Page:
There are many reasons optometry is an outstanding career choice. To name just a few, it offers job security based on demand for services, personal satisfaction through helping people to improve their lives, and an enviable work/life balance. But we’d be remiss to not recognize that the current state of optometry as a career didn’t just magically come to be. It’s built upon the efforts of optometrists who chose to spend their time and energy on helping to move the profession forward, in other words, serving as leaders.
The point is definitely not lost on Devin Sasser, who is about to graduate from the University of Missouri at St. Louis College of Optometry, just after completing his term as president of the American Optometric Student Association (AOSA), the largest affiliate of the American Optometric Association (AOA). “I have seen the sacrifices made by those who have come before me in order to grow the profession,” Devin says. “I feel as though it’s now my responsibility to continue to make this profession better. As a first-year student, I would often hear then-president of the AOA Dr. Dori Carlson tell students and doctors to leave the profession better than they found it. This has been my personal motto since then. To be completely honest, there is certainly a part of me that runs solely off of being able to be a part of something greater than myself.”
The same goes for Hunter Chapman, a third-year student at Southern College of Optometry who has been elected to replace Devin as AOSA president for a 2015-2016 term. As he explains it, “When I was in college at Louisiana State University, I figured out that it was only when I took on certain leadership positions that I gained a sense of place and purpose. Leadership allows you to gain meaning in life.”
Give to Optometry and Optometry Gives Back
Being an optometry student leader does come with its challenges, but Devin and Hunter both agree the positives outweigh what can sometimes seem like negatives. “There are many times when the juggling of school and leadership may get a little tough,” Devin says, “but the things you get to experience as a student leader are invaluable. During my time on the AOSA Board of Trustees, I served alongside representatives from each of the optometry schools in the United States, Canada and Puerto Rico. How many students can say they know someone from every single school of optometry? I have also had the distinguished honor of working directly with the AOA and its affiliated associations to develop ways to make this profession even better than it is currently. The feeling of knowing that what you are doing is having a positive impact on the future of the profession is by far the best part of being a student leader.”
Having to make decisions that negatively impact peers that you like and respect, such as appointing committee members from among friends and colleagues, is another aspect of leadership that can be difficult, Hunter continues. But he says, too, that most people understand the difficulty of those situations. Also, he points out, “For me personally, one of the greatest benefits of pursuing leadership positions has been how I’ve developed and continuously learned more about myself. Additionally, I have been fortunate to see many doors, personal and professional, open for me.”
Seeing the Importance of Optometric Student Organizations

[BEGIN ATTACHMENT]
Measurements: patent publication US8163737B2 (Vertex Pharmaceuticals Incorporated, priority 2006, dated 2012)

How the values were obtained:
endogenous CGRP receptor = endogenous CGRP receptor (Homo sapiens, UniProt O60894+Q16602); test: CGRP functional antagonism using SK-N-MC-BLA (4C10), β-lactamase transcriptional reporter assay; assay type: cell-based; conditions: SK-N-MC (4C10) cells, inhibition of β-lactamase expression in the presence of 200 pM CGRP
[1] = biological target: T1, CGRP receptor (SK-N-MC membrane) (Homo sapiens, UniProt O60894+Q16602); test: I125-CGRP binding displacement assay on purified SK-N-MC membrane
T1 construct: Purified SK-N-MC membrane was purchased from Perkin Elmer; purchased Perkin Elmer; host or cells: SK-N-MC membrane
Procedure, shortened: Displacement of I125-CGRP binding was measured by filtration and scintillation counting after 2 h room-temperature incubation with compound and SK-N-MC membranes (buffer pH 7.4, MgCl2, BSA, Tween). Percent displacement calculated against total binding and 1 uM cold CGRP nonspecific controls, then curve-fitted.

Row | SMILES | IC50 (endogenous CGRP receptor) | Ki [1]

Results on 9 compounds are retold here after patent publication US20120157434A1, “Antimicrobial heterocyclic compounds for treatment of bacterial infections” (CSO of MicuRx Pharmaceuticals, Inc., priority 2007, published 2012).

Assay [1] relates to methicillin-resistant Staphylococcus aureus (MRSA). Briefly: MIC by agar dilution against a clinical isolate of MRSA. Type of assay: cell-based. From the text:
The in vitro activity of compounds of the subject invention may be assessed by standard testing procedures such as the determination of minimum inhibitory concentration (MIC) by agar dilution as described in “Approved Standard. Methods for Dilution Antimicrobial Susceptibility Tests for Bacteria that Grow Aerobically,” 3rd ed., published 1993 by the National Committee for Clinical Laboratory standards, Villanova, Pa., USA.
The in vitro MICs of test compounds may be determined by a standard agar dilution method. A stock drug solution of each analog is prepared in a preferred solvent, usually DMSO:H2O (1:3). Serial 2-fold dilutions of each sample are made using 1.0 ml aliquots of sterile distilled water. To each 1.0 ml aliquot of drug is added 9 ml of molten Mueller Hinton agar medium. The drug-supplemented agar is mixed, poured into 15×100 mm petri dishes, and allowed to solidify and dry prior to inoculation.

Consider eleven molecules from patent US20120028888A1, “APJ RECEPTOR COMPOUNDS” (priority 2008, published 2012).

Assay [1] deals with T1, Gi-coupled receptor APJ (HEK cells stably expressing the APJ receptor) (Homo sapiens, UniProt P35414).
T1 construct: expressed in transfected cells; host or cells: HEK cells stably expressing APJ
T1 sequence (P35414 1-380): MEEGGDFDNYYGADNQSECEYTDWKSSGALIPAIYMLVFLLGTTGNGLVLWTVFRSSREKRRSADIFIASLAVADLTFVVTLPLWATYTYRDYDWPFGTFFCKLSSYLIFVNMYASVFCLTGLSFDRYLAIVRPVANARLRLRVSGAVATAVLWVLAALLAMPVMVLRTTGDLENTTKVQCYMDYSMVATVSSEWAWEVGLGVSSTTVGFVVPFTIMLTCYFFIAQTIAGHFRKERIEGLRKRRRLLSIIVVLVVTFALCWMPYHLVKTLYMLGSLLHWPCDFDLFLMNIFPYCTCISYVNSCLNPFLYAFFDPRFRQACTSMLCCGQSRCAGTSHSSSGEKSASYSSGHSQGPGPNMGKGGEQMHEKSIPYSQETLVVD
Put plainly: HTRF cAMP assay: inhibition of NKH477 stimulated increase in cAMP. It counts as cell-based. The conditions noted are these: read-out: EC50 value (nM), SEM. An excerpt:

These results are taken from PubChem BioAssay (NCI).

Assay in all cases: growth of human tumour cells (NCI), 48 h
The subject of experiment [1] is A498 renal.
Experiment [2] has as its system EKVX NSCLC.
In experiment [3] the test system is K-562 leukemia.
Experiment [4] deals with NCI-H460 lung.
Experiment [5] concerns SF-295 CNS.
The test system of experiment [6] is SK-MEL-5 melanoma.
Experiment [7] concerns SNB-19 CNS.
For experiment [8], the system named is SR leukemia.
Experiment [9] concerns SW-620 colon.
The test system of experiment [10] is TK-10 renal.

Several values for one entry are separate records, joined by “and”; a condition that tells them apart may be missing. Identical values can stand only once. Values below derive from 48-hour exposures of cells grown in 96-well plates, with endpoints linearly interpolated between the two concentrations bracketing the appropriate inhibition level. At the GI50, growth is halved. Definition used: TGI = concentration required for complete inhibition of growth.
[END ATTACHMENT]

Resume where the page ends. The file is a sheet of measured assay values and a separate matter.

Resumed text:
If you’re feeling the same inner drive Hunter and Devin have to get more involved in your chosen optometric profession as a student, they say passion will be key to your success. “You have to be in it for the right reasons,” Devin says. “I truly believe that a sense of passion for the respective organization should be at the root of every student leader. So it’s important to do your research in order to develop a better understanding of an organization’s mission, and what you can do to further said mission. When you begin to realize just how important an organization is on both a personal and professional level, you’ll have no reluctance in doing your part to sustain it. It’s also important not to feel discouraged if you don’t get the position you’re seeking. The beautiful thing about optometry is there are many areas in which you can get involved.”
Hunter offers further advice for succeeding as an optometry student leader: “Be relentless in achieving common and personal goals with a sense of urgency and discipline. Choose a specific area for action or priority because time in school is limited. Be personally motivated so that you may also effectively motivate others. Exercise effective communication but also active listening. Be willing and able to personally grow and develop.”
What’s Next for These Two Optometry Student Leaders?
As Hunter rolls up his sleeves to get into his new role as president of the AOSA, he looks forward to contributing to the achievement of the group’s short- and long-term goals, which include creating a stronger connection with pre-optometry students. “Our thought is that if we want to fulfill the needs of our students and profession, then certainly an early exposure to the profession is key to its vitality,” he notes. “We have already created a pre-optometry webpage, and pre-optometry students can become a member of the AOSA at www.preoptometry.org.”
Now that he is just a few weeks away from officially becoming Dr. Devin Sasser, Devin plans to stay involved in the bigger picture. “I’m currently working closely with fellow members of the AOA on ways to strengthen the profession,” he says. “This is yet another step along the path of a lifelong commitment to optometry.”